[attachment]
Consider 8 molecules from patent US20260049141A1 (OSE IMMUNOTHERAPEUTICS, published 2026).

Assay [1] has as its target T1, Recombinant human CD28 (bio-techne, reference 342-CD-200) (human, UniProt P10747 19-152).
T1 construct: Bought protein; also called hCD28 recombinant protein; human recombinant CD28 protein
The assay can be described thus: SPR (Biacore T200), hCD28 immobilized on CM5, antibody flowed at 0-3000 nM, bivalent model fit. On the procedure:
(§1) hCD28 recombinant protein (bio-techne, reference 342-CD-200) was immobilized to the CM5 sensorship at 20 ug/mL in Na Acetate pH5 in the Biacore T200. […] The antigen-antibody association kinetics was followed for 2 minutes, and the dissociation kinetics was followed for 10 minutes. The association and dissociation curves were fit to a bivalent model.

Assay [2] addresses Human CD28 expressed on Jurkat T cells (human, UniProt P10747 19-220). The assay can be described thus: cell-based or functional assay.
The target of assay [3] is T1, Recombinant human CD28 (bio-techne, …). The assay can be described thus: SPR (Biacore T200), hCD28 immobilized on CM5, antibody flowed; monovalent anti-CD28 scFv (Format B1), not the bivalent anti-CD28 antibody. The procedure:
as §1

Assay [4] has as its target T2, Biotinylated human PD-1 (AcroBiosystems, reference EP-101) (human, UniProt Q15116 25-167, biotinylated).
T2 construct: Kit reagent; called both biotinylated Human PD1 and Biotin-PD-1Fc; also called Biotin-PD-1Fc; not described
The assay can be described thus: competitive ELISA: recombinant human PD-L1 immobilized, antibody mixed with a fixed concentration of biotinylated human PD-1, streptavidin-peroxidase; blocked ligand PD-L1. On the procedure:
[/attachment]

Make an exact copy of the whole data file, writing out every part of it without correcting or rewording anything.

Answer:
Consider 8 molecules from patent US20260049141A1 (OSE IMMUNOTHERAPEUTICS, published 2026).

Assay [1] has as its target T1, Recombinant human CD28 (bio-techne, reference 342-CD-200) (human, UniProt P10747 19-152).
T1 construct: Bought protein; also called hCD28 recombinant protein; human recombinant CD28 protein
The assay can be described thus: SPR (Biacore T200), hCD28 immobilized on CM5, antibody flowed at 0-3000 nM, bivalent model fit. On the procedure:
(§1) hCD28 recombinant protein (bio-techne, reference 342-CD-200) was immobilized to the CM5 sensorship at 20 ug/mL in Na Acetate pH5 in the Biacore T200. […] The antigen-antibody association kinetics was followed for 2 minutes, and the dissociation kinetics was followed for 10 minutes. The association and dissociation curves were fit to a bivalent model.

Assay [2] addresses Human CD28 expressed on Jurkat T cells (human, UniProt P10747 19-220). The assay can be described thus: cell-based or functional assay.
The target of assay [3] is T1, Recombinant human CD28 (bio-techne, …). The assay can be described thus: SPR (Biacore T200), hCD28 immobilized on CM5, antibody flowed; monovalent anti-CD28 scFv (Format B1), not the bivalent anti-CD28 antibody. The procedure:
as §1

Assay [4] has as its target T2, Biotinylated human PD-1 (AcroBiosystems, reference EP-101) (human, UniProt Q15116 25-167, biotinylated).
T2 construct: Kit reagent; called both biotinylated Human PD1 and Biotin-PD-1Fc; also called Biotin-PD-1Fc; not described
The assay can be described thus: competitive ELISA: recombinant human PD-L1 immobilized, antibody mixed with a fixed concentration of biotinylated human PD-1, streptavidin-peroxidase; blocked ligand PD-L1. On the procedure: